“Now that they are getting bigger, they actually can move faster than my mother. There are also causing a few problems for her,” Robert explained with a frown at his friend. He didn’t like anyone touching his desk, and he knew Mike sat on the corner just to bother him, although he noticed that his friend had carefully stayed clear of the spilled ink.

“Like what?” Mike asked.

“She took them to the general store yesterday. While she was talking to the owner, Tommy and Beth slipped out the door. Ma didn’t know they were gone for a while, and then it took her almost an hour to find them.”

“That is concerning,” Mike admitted. “Where did Carrie finally find them?”

“They were sitting on her porch, looking like perfect angels. But they had sticky faces and fingers. Ma suspected that they had stolen some licorice sticks from the store, but she couldn’t get them to admit it, and the evidence had disappeared. I had to make an extra trip to the store last night to pay for the candy they took.”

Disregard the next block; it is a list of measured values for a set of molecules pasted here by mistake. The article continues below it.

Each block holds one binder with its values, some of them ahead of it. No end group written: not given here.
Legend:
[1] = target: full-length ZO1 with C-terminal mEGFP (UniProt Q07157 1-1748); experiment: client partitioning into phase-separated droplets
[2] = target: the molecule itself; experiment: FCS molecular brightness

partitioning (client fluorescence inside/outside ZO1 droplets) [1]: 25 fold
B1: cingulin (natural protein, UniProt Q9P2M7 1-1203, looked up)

“It sounds like they need a mother,” Mike commented.

“They have a mother,” Robert said sharply, and then he looked at the wall again, his eyes sad. “I mean, they had one.”

“I know that Pamela hasn’t been gone very long, but maybe you ought to consider remarrying,” Mike said.

“I don’t know if I could love another woman,” Robert confessed as he frowned at Mike. “Although I have to admit that I am a bit lonely. It would be nice to have someone to talk to at the end of the day, once the twins are in bed.”

Mike stood up and went to his own desk, opened a drawer, and pulled out a magazine, handing it to Robert.

“What’s this?” he asked curiously.